Review: Mesa Engineering Cab Clone

The challenge of recording feral tube-amp tones without shaking the rafters of every abode within striking distance of my home studio was solved for me in the ’90s with the PS Systems Power Tool and the Marshall SE100 Speaker Emulation System.
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The challenge of recording feral tube-amp tones without shaking the rafters of every abode within striking distance of my home studio was solved for me in the ’90s with the PS Systems Power Tool and the Marshall SE100 Speaker Emulation System. These hardware speaker simulators/internal-load boxes let me audition raging guitar tones at quiet-as-a-mouse volume levels through my studio monitors and headphones. No mics. No blaring speakers. No pissed off neighbors.

So it was with a hint of nostalgia that I started testing the Mesa Engineering CabClone ($299 street), as it had been ages since I’d dragged tube combos up to my home studio. Software amp simulators had long been my weapons of choice for recording guitars without bothering the dogs (well, and my wife). Now, I could “silently” track my Vox AC30, Mesa/Boogie Stiletto, and Marshall JCM900 by routing their speaker outputs into the CabClone, and sending the signals to a Focusrite interface and directly to Apple Logic. Then, I could choose one of three speaker emulations—Closed-Back, Open-Back, and Vintage—and listen to everything through my CAD MH510 Sessions headphones. No one was the wiser that a sonic apocalypse was going down just across the hall.

The CabClone is passive (you don’t plug it in), handles amps rated up to 150 watts, and comes in 8-, 4-, and 16Ω versions for proper impedance matching. A rotary D.I. knob lets you tailor signal levels to Mic (-30dB), Instrument (-10dB), Line (+4dB), or anywhere in between. A Phase Flip switch cures any signal phasing issues, but I often activate it when I want thin, out-of-phase guitar tones.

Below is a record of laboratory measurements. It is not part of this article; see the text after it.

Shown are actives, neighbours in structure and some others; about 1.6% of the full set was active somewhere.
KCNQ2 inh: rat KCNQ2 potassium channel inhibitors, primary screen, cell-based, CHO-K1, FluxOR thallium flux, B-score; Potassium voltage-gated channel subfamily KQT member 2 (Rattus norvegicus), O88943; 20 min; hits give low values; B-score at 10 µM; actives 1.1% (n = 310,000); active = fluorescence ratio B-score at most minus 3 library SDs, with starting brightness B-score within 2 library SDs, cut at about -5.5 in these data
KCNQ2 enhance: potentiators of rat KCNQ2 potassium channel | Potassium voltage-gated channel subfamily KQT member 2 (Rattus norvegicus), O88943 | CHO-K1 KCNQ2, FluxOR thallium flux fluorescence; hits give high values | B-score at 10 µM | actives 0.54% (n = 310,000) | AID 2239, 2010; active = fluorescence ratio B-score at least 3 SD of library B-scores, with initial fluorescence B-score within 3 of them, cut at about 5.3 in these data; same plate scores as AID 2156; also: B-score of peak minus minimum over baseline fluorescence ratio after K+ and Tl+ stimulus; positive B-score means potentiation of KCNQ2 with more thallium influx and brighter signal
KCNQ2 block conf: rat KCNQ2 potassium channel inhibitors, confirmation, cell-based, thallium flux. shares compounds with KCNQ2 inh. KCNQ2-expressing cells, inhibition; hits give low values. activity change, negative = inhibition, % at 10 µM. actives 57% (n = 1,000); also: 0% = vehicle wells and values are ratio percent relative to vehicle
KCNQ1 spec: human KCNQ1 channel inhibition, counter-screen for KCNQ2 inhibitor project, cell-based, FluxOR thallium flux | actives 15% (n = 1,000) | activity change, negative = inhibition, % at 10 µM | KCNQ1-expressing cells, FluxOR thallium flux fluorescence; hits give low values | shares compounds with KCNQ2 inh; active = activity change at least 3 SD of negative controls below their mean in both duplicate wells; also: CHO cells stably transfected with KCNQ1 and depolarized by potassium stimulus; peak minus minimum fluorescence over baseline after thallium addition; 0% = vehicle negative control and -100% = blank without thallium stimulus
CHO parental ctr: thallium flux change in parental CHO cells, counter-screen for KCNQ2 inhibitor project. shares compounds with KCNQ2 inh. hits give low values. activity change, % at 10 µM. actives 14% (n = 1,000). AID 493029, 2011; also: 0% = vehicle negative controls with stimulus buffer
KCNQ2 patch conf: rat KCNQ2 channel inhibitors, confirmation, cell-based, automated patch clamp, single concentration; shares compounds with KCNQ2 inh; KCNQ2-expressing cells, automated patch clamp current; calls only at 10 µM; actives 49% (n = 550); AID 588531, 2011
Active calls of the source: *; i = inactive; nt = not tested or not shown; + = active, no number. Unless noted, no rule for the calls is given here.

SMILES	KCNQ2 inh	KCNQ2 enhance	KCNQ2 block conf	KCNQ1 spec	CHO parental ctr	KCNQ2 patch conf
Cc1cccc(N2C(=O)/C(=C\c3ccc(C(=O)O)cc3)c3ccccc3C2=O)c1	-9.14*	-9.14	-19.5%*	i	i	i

Obviously, Mesa Engineering made choices when voicing the CabClone’s trio of speaker emulations, and their ideal sounds may not be yours. That’s the caveat. Having said that, I loved them all. The Closed Back simulation is designed to produce scooped-midrange frequencies, so you don’t get all the low-mid chunk of a real 4x12, but you do get a lot of impact and presence. The Open Back setting brings up the mids for more punch, while adding some high-end shimmer for dimension. Mesa voiced their Vintage setting to be dark and compressed, and it’s indeed warm, full, and articulate without being too bright in those “attack” mids around 3kHz-5kHz. Each emulation is also very dynamic—you can hear hard attacks, soft picking, and variations in strumming. Throughout the tests, it always sounded and felt like I had miked an amp, and every guitar tone packed a visceral wallop.

A bonus for sound sculpting is the Cab-Clone’s Thru mode. Here, you get a non-speaker-emulated output that you can send to a speaker cabinet if volume isn’t an issue (such as in a big studio or rehearsal space) and mic it. You also have the speaker-emulated direct output, of course, so now you can blend the two tones, process each one differently, or mix them any way your heart desires. And think about how cool it can be when you’re performing live to send the emulated CabClone signal to the house mix (for pristine impact), and the unprocessed output to your stage rig for a comfy roar from the backline. Best of both worlds, baby!

I have nothing against digital amp models, but I sometimes crave the immediacy, dimension, and familiarity of recording my favorite tube combos in my home studio. The Cab- Clone makes that craving a reality with a compact, super-easy-to-use, light (2.4 lbs with tilt stand), and fierce-sounding wonder box. For me, it’s way more fun tracking guitars at home with the CabClone in my tonal arsenal.
mesaboogie.com

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